If I grant a uniform distribution for the sake of argument, then the probability of G being "just right" is the ratio: (life permitting values/possible values). As far as I know (and I'm no expert) there's nothing in modern physics that restricts the range of possible values. Robin Collins, for example says, "The value of G, for instance, conceivably could have been any number between 0 and infinity" http://home.messiah.edu/%7Ercollins/Fine-tuning/FINETLAY.HTM).
So we can either say that the range of physically possible values is infinite, or we can say that we simply have no idea what the range is. The second option kills the fine tuning argument, so you should prefer the first option.
Here is my problem: the axiom of normalizability requires that the probabilities of all the possibilities add up to 1. If there are infinity possible values, and each is given the same super small non-zero probability, this adds up to infinity. If, instead, we give each possibility a zero probability, it adds up to 0. Either way, we can't normalize the probability space, so we can't meaningfully talk about probabilities in this context. P(FT/~G) is not low; it just doesn't even make sense to ask for this number. (This is the argument made by McGrew et al. here: http://philpapers.org/rec/MCGPAT. The point was also independently made by Colyvan et al. here:
http://www.colyvan.com/papers/finetuning.pdf, and by Paul Davies in "The Mind of God.")
One solution to the normalizability problem is to drop the assumption of a uniform distribution. A nonuniform distribution would allow us to normalize a space of infinite possibilities. You took this approach and said something like this: "I recognize that there are multiple possible distributions, and we don't know which distribution is correct. But since the set of life favoring distributions is just a small set of the total number of possible distributions, the probability that the actual distribution favors life permitting values is still very low."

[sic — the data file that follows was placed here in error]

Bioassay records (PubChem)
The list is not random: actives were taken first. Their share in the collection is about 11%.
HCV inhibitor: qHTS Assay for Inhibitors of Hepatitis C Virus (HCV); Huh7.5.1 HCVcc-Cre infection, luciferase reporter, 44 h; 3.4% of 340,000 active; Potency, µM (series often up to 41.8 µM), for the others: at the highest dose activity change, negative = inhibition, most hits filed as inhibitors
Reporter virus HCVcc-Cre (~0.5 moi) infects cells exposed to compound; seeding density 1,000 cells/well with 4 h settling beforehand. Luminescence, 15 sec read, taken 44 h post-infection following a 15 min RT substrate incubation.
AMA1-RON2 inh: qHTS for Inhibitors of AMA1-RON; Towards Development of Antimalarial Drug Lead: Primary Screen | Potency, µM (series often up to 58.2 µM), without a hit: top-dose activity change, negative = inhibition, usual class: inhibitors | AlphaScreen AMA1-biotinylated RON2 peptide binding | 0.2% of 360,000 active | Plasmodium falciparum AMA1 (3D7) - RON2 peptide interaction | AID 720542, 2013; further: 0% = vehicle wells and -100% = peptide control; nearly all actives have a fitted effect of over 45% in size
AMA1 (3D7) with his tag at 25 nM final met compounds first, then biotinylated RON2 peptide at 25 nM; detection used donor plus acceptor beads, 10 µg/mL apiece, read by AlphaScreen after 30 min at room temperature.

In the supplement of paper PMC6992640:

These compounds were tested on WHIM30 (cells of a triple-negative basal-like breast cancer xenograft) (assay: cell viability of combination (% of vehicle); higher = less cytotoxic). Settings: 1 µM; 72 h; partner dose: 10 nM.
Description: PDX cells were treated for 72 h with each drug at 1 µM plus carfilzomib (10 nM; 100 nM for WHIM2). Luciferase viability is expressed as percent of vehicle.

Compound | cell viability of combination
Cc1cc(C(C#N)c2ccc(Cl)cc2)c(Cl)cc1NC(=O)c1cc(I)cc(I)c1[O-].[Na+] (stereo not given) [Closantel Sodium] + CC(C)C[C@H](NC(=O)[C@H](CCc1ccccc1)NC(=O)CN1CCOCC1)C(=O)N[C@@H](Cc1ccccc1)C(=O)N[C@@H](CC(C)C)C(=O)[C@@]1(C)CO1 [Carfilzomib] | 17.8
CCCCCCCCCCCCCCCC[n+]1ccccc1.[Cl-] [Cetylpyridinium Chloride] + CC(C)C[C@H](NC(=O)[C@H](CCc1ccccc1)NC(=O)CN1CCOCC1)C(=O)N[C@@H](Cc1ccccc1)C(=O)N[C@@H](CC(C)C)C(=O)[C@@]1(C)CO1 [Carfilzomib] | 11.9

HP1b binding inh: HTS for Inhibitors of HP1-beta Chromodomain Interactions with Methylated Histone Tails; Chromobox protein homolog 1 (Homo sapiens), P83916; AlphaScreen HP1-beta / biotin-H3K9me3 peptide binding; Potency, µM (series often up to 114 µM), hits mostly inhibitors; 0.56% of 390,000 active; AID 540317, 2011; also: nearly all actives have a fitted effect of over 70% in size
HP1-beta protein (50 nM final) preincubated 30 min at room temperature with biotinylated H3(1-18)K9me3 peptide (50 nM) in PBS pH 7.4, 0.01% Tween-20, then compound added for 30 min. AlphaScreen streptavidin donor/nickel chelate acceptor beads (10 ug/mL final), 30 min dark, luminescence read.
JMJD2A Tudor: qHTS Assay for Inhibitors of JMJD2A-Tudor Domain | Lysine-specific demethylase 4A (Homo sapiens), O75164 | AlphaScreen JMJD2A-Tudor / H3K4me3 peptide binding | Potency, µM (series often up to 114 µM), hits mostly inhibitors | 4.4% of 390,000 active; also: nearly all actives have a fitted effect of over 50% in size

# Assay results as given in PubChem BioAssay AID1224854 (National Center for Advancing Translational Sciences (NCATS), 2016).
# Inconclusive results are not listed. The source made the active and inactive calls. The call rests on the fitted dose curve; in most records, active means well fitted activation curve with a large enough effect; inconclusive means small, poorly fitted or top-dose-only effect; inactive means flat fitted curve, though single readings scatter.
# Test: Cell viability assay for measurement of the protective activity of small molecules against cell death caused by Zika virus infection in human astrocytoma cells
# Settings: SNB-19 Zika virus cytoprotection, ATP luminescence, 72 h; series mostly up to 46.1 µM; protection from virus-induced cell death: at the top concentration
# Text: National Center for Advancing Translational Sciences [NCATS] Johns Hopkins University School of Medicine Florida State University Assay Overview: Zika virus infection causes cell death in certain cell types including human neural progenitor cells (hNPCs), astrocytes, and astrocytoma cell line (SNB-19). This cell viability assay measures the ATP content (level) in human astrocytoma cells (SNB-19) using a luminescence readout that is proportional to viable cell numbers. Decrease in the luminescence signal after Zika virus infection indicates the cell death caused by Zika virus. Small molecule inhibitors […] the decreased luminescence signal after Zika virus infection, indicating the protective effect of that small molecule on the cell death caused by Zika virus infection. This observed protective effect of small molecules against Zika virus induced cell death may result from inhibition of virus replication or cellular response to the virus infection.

Notice that this approach does away with the assumption of a uniform distribution over the range of possible values, but then assumes a uniform distribution over the range of possible distributions. While this proposal allows us to normalize the space of possible values, it simply recreates the normalizability problem, because now we are unable to normalize the space of possible distributions. We are faced with an infinite number of possible distributions, and you seem to be asking that we lay a uniform distribution over this infinite range. This is the normalizability problem all over again.
Another possible solution is to find a way to limit the range of possible values, but I don't think this works. You seem to have done this by focusing on possible values for G between 0 and 2. Why exactly did you restrict the range of possibilities this way?
[See summary page of this discussion, with links to all the posts, here.]